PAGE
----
We started building the brand via the online store, but it was never a desire to stay solely online. I like the retail environment, and enjoy interacting with interesting people (which running a natural history gift shop inevitably brings), so we did pop-up shops in east London. A space then appeared next to Conservatory Archives on Hackney Road last year, which looked like it was too good to be true. The landlord liked the concept: building the brand firstly online and doing the pop-up shops, which were all successful, certainly helped with attaining the space.

A day with Alf the shopkeeper of Eastern Biological
Alf arranging a shelf display

What do you think makes your shop unique?

It’s one thing just selling unusual gifts and stationery, but my aim is to try and provide a more enriching experience than you’d come to expect in a gift shop.

Since opening Eastern Biological I’ve learnt that there is no other natural history gift shop in London outside of the museum gift shop, so I don’t think it is comparable to anything, especially with the creative approach I’ve chosen. I’m so used to going into shops in general, I’m rarely taken aback when I walk into somewhere new. It’s quite common to see other businesses selling the same kind of products and then say they’re not ‘trend driven’, but as an outsider observer, it’s easy to spot that most shops do actually subscribe to trends.

Hopefully it’s obvious that we care about the environment and the way we live, but we don’t overuse popular phrases such as ‘sustainably sourced’, ‘ethical’, ‘handmade’. Although these things are important, I don’t want to come across as appearing to have double standards as we sell many different things, so my aim first and foremost is to inspire an appreciation for the natural world, and to promote science, through product curation and a good selection of books.

Sea life dinner plates as part of a display
Ceramics inspired by sea creatures

Who are your customers?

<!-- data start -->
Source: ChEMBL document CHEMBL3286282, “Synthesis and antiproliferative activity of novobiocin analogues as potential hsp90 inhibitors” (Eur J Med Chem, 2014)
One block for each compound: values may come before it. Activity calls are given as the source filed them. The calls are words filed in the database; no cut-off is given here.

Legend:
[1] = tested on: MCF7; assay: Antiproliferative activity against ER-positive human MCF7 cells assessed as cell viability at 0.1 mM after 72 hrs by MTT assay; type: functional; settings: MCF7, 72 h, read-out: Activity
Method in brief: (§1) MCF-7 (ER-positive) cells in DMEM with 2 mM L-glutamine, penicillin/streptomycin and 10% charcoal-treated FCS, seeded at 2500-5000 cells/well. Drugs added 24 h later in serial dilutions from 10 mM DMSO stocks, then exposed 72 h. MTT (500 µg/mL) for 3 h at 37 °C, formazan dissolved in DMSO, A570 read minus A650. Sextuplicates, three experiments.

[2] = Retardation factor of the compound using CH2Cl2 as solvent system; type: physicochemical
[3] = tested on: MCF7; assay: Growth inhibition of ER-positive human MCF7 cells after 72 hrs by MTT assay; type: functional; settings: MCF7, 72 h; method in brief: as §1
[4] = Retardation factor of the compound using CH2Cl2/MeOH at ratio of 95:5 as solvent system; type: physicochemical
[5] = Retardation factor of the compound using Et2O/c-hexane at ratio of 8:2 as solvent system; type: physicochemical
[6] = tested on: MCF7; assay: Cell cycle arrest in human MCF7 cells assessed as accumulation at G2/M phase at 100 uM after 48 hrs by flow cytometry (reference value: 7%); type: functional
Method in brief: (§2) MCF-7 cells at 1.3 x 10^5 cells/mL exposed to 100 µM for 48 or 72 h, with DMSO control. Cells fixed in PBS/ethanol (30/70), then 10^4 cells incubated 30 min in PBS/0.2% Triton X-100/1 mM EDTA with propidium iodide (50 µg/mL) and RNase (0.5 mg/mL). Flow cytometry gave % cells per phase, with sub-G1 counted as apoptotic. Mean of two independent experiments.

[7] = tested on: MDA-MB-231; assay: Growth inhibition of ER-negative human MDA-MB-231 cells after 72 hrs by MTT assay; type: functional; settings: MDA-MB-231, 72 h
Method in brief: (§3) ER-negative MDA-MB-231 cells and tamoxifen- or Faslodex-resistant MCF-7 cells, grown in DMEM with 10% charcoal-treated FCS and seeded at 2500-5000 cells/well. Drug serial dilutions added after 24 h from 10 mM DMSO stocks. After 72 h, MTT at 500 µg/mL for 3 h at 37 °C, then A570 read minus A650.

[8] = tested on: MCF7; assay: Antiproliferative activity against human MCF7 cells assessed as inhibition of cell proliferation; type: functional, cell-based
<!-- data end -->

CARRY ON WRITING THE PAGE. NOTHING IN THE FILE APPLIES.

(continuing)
I like to think that my customers are all science-minded folk, but retail is random, so that’s not the case. We are by definition a niche shop, which means that the majority of people may not get the concept straight-away. It’s a haven for natural history enthusiasts, but, we do need to explain the concept of the shop to people not so much interested in science. That’s part of the parcel and we enjoy explaining.

I think the customers who spend time a great deal of time in the shop are curious people who love to learn, and are enthused by unusual facts. Natural history enthusiasts who really understand are overwhelmed with a child-like curiosity as they wander around. The shop brings out the inner-child in a lot of people, and a common thing I hear is that “it’s like a toy shop for adults.”

I make the effort to ensure the shop is accessible: whether it’s an educational toy, I make sure it’s easy to understand, and the instructions aren’t convoluted. Or whether it’s something that simply looks nice like a glass planter for the #plantstagram and #urbanjunglebloggers customer. Or whether it’s non-fiction books for the ‘serious’ customer – I make sure that they are accessible books and aren’t clunky textbooks. The fact it’s a niche shop doesn’t mean that it’s inaccessible, and we don’t sell anything like taxidermy and dead things in jars.

Pelle gem soap stones
Handcrafted soap stones in a rainbow of colours

What tasks you do love doing and what do like to delegate?